An alternative - but very similar in the spirit - to counterfactuals [12] is the Growing Spheres method [22]

. However, this method suffers from the curse of dimensionality because it has to draw samples from the input space, which can become difficult if the input space is high-dimensional.



According to [12], we formally define the finding of a counterfactual as follows: Assume a prediction function is given. Computing a counterfactual of a given input 222We restrict ourself to , but in theory one could use an arbitrary domain . can be interpreted as an optimization problem:

(1)

where

denotes a loss function that penalizes deviation of the prediction

from the requested prediction . denotes a regularization that penalizes deviations from the original input

and the hyperparameter

denotes the regularization strength.

Two common regularizations are the weighted Manhattan distance and the generalized L2 distance. The weighted Manhattan distance is defined as

(2)

where denote the feature wise weights. A popular choice [12] for is the inverse median absolute deviation of the -th feature median in the training data set :

(3)

The weights compensate for the (potentially) different variability of the features. However, because we need access to the training data set , this regularization is not a truly model-agnostic method - it is not usable if we only have access to a prediction interface of a black-box model.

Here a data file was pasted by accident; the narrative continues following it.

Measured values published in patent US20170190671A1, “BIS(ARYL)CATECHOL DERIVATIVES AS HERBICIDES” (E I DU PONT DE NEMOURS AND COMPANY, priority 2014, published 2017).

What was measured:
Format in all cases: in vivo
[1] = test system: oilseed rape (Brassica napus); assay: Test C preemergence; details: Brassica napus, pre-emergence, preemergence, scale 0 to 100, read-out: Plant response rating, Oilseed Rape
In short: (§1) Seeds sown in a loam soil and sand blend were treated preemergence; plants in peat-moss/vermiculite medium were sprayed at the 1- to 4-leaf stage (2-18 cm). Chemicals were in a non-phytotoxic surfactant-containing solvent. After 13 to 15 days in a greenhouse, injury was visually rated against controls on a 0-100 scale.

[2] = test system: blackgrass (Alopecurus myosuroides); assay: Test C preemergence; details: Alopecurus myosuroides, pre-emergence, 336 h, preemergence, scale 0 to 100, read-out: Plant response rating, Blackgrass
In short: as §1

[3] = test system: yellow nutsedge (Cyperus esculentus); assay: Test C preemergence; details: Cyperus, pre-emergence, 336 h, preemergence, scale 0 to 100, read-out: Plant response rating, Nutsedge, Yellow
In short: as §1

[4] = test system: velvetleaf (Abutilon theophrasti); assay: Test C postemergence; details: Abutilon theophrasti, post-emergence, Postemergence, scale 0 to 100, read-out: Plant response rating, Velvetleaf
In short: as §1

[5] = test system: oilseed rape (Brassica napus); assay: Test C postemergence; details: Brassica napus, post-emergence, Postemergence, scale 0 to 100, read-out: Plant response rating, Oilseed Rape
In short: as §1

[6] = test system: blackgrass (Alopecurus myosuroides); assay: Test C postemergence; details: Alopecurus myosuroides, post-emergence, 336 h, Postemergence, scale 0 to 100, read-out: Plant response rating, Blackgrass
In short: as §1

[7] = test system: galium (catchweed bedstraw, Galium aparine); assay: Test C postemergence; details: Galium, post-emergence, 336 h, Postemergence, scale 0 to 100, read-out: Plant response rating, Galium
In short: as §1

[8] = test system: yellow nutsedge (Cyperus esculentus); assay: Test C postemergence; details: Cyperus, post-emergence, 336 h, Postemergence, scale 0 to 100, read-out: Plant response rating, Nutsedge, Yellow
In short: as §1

Although counterfactual explanations are a model-agnostic method, the computation of a counterfactual becomes much more efficient when having access to the internals of the model. In this work we assume that we have access to all needed model internals as well as access to the training data set - we will only need the training data for computing the weights in the weighted Manhattan distance Eq. 2. We do not need access to the training data if we do not use the weighted Manhattan distance or if we use some other methods for computing the weights (e.g. setting all weights to ).

A slightly modified version of Eq. 1 was proposed in [23]. The authors claim that the original formalization in Eq. 1 does not take into account that the counterfactual should lie on the data manifold - the counterfactual should be a plausible data instance. To deal with this issue, the authors propose to add two additional terms to the original objective Eq. 1:

  1. The distance/norm between the counterfactual

    and the reconstructed version of it that has been computed by using a pretrained autoencoder.

  2. The distance/norm between the encoding of the counterfactual and the mean encoding of training samples that belong to the requested class .